Biswajit Sarkar Blog Intellectual Property,Patent Motorola Patents Method to Track People Who Switch Phones Frequently

Motorola Patents Method to Track People Who Switch Phones Frequently

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A Motorola Solutions patent application published on July 4 lays out a strange method of tracking and identifying customers who regularly change their mobile devices. The application was initially filed by the company in 2016.

According to Motorola, people who change switch phones frequently could be “potential criminals”.

The patent application also provides that the persons that incessantly modifications devices will be identified as “suspicious”.

Motorola Patents Method to Track People Who Switch Phones Frequently

“During operation, a server constantly receives facial recognition data for people together with device IDs detected on the time the facial recognition data was obtained,” reads the appliance. “Devices associated with the person are determined. This course is repeated, and a determination is made as to whether the gadgets related to the person have changed.”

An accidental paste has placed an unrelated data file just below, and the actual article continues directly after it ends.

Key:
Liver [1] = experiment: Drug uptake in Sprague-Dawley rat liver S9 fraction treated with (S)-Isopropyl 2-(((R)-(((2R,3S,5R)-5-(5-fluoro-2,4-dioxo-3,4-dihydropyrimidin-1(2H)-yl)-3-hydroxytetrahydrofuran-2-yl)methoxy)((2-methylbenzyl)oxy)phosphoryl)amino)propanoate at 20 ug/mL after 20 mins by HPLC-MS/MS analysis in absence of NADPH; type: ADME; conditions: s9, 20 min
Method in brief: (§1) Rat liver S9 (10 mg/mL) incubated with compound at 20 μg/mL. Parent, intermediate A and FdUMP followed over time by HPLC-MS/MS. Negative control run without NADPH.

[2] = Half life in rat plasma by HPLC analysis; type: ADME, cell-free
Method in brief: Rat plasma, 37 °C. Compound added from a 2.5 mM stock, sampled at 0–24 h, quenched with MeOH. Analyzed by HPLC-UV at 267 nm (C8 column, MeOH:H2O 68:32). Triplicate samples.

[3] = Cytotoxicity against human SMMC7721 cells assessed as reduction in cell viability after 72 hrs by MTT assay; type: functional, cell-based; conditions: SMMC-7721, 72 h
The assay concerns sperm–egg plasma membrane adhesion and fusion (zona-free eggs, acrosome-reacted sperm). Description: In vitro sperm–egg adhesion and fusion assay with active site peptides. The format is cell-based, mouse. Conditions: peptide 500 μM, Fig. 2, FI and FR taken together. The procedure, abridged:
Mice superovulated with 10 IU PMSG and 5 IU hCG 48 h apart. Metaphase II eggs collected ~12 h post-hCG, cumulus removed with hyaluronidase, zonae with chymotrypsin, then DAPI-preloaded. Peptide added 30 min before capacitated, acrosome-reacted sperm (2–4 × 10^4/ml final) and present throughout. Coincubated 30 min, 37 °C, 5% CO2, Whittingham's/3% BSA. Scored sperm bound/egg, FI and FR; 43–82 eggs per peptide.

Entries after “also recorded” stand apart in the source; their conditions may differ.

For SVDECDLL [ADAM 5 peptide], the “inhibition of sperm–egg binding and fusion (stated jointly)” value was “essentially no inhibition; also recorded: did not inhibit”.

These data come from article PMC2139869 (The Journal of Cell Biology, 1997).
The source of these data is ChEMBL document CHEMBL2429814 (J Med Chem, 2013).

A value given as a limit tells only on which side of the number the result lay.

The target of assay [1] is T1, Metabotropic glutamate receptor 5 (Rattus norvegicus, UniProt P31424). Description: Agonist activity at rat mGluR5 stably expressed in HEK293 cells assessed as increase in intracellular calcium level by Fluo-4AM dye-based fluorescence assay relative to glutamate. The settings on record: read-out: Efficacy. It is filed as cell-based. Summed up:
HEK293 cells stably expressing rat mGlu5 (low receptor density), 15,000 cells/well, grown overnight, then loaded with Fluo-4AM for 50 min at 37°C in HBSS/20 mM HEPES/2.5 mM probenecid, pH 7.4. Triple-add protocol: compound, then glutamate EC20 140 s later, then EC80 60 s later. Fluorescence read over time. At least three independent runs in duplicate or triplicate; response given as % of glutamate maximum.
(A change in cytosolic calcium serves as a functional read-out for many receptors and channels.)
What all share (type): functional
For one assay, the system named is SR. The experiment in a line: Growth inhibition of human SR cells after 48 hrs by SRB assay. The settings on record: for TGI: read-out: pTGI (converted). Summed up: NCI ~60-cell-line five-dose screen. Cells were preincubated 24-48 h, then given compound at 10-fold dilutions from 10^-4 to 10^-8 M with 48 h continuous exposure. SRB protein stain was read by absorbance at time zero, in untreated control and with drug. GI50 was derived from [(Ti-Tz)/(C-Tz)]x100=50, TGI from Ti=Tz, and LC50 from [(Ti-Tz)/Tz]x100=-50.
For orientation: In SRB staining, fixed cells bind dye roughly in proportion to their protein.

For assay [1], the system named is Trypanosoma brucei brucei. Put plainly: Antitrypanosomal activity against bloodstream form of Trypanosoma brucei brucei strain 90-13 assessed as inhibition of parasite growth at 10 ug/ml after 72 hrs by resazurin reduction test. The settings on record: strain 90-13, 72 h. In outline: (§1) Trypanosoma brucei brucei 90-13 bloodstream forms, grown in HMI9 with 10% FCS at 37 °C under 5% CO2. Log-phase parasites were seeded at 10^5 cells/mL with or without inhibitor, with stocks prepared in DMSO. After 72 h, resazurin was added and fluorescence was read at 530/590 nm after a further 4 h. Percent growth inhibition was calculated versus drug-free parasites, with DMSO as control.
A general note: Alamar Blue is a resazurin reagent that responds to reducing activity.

The application justifies itself stating that people who are up to no good may change phones regularly in order to avoid being tracked. While that may be right, members of various high-risk communities such as investigative journalists and human rights activists are also required to changes their devices frequently. Creating a technology to track such individuals raises grave privacy concerns which the patent application does not address.

The patent application envisages a large-scale surveillance community that tracks everybody in a city. The patent suggests a solution to affiliate every individual’s face with a mobile device. On this scenario, Motorola will have your face pegged to the smartphone through facial recognition techniques and different assorted monitoring tech unfold across the city.

“[A] facial recognition system and device ID sniffer (sometimes referred to as a stingray) may be implemented, for example, at the entrances and exits to various locations,” reads the application. “People and devices can be ‘identified’ when they enter and leave a location. This will allow multiple detections of each individual, aiding in determining those devices associated with the individuals.”

This patent by Motorola is shocking in its level of presumption and has already caught the attention of privacy conscious individuals. The ramifications of this patent can be catastrophic if the technology is not used diligently.

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